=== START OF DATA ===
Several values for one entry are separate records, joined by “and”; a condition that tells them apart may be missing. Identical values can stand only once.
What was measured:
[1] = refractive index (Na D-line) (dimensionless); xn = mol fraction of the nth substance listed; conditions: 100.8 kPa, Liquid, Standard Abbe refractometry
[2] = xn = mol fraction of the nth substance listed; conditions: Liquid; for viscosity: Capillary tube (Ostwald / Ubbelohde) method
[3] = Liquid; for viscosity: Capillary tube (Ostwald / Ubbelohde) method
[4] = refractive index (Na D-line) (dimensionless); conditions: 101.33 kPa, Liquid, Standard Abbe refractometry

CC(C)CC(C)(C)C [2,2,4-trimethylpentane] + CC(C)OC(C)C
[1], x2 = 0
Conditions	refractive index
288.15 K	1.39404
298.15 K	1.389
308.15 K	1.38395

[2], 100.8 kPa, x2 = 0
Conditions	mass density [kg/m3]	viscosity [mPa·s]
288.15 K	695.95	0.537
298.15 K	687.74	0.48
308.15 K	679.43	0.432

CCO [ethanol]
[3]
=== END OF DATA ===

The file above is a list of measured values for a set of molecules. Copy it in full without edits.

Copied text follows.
Several values for one entry are separate records, joined by “and”; a condition that tells them apart may be missing. Identical values can stand only once.
What was measured:
[1] = refractive index (Na D-line) (dimensionless); xn = mol fraction of the nth substance listed; conditions: 100.8 kPa, Liquid, Standard Abbe refractometry
[2] = xn = mol fraction of the nth substance listed; conditions: Liquid; for viscosity: Capillary tube (Ostwald / Ubbelohde) method
[3] = Liquid; for viscosity: Capillary tube (Ostwald / Ubbelohde) method
[4] = refractive index (Na D-line) (dimensionless); conditions: 101.33 kPa, Liquid, Standard Abbe refractometry

CC(C)CC(C)(C)C [2,2,4-trimethylpentane] + CC(C)OC(C)C
[1], x2 = 0
Conditions	refractive index
288.15 K	1.39404
298.15 K	1.389
308.15 K	1.38395

[2], 100.8 kPa, x2 = 0
Conditions	mass density [kg/m3]	viscosity [mPa·s]
288.15 K	695.95	0.537
298.15 K	687.74	0.48
308.15 K	679.43	0.432

CCO [ethanol]
[3]